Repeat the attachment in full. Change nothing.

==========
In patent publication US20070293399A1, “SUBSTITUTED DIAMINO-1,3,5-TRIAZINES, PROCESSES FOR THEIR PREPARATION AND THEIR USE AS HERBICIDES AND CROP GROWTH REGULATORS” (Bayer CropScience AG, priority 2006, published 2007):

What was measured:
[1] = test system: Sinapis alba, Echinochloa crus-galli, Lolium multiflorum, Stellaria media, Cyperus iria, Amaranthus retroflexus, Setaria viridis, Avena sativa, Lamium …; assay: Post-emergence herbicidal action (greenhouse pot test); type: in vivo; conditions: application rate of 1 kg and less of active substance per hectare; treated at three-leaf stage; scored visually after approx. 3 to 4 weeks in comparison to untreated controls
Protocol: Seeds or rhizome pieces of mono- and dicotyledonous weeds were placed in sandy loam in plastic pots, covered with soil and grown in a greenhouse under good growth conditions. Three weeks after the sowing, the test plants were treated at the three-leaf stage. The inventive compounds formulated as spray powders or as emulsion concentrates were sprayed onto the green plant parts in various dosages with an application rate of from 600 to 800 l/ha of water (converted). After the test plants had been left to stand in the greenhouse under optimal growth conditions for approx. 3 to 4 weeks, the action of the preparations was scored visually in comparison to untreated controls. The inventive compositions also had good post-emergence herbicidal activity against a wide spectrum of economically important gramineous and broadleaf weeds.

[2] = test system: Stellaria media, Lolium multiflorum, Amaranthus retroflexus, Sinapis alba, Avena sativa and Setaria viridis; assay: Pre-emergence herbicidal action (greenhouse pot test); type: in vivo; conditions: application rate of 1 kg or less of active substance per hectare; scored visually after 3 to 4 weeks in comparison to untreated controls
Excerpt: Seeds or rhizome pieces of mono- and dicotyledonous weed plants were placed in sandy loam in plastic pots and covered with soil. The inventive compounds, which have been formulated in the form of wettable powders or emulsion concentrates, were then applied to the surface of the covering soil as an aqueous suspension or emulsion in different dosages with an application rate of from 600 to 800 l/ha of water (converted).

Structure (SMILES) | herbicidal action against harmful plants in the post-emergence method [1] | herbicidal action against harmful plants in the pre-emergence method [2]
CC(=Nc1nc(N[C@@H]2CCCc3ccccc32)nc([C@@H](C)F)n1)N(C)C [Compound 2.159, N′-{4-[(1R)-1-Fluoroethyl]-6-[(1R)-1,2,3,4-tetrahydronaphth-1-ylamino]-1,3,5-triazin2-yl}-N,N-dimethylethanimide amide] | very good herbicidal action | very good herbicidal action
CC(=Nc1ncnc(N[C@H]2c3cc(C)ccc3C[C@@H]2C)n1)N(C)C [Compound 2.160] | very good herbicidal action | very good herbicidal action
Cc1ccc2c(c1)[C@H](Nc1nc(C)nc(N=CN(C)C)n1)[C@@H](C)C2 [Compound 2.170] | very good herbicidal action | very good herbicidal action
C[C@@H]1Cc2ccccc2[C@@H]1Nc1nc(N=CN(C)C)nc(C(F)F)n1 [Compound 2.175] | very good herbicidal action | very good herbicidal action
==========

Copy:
In patent publication US20070293399A1, “SUBSTITUTED DIAMINO-1,3,5-TRIAZINES, PROCESSES FOR THEIR PREPARATION AND THEIR USE AS HERBICIDES AND CROP GROWTH REGULATORS” (Bayer CropScience AG, priority 2006, published 2007):

What was measured:
[1] = test system: Sinapis alba, Echinochloa crus-galli, Lolium multiflorum, Stellaria media, Cyperus iria, Amaranthus retroflexus, Setaria viridis, Avena sativa, Lamium …; assay: Post-emergence herbicidal action (greenhouse pot test); type: in vivo; conditions: application rate of 1 kg and less of active substance per hectare; treated at three-leaf stage; scored visually after approx. 3 to 4 weeks in comparison to untreated controls
Protocol: Seeds or rhizome pieces of mono- and dicotyledonous weeds were placed in sandy loam in plastic pots, covered with soil and grown in a greenhouse under good growth conditions. Three weeks after the sowing, the test plants were treated at the three-leaf stage. The inventive compounds formulated as spray powders or as emulsion concentrates were sprayed onto the green plant parts in various dosages with an application rate of from 600 to 800 l/ha of water (converted). After the test plants had been left to stand in the greenhouse under optimal growth conditions for approx. 3 to 4 weeks, the action of the preparations was scored visually in comparison to untreated controls. The inventive compositions also had good post-emergence herbicidal activity against a wide spectrum of economically important gramineous and broadleaf weeds.

[2] = test system: Stellaria media, Lolium multiflorum, Amaranthus retroflexus, Sinapis alba, Avena sativa and Setaria viridis; assay: Pre-emergence herbicidal action (greenhouse pot test); type: in vivo; conditions: application rate of 1 kg or less of active substance per hectare; scored visually after 3 to 4 weeks in comparison to untreated controls
Excerpt: Seeds or rhizome pieces of mono- and dicotyledonous weed plants were placed in sandy loam in plastic pots and covered with soil. The inventive compounds, which have been formulated in the form of wettable powders or emulsion concentrates, were then applied to the surface of the covering soil as an aqueous suspension or emulsion in different dosages with an application rate of from 600 to 800 l/ha of water (converted).

Structure (SMILES) | herbicidal action against harmful plants in the post-emergence method [1] | herbicidal action against harmful plants in the pre-emergence method [2]
CC(=Nc1nc(N[C@@H]2CCCc3ccccc32)nc([C@@H](C)F)n1)N(C)C [Compound 2.159, N′-{4-[(1R)-1-Fluoroethyl]-6-[(1R)-1,2,3,4-tetrahydronaphth-1-ylamino]-1,3,5-triazin2-yl}-N,N-dimethylethanimide amide] | very good herbicidal action | very good herbicidal action
CC(=Nc1ncnc(N[C@H]2c3cc(C)ccc3C[C@@H]2C)n1)N(C)C [Compound 2.160] | very good herbicidal action | very good herbicidal action
Cc1ccc2c(c1)[C@H](Nc1nc(C)nc(N=CN(C)C)n1)[C@@H](C)C2 [Compound 2.170] | very good herbicidal action | very good herbicidal action
C[C@@H]1Cc2ccccc2[C@@H]1Nc1nc(N=CN(C)C)nc(C(F)F)n1 [Compound 2.175] | very good herbicidal action | very good herbicidal action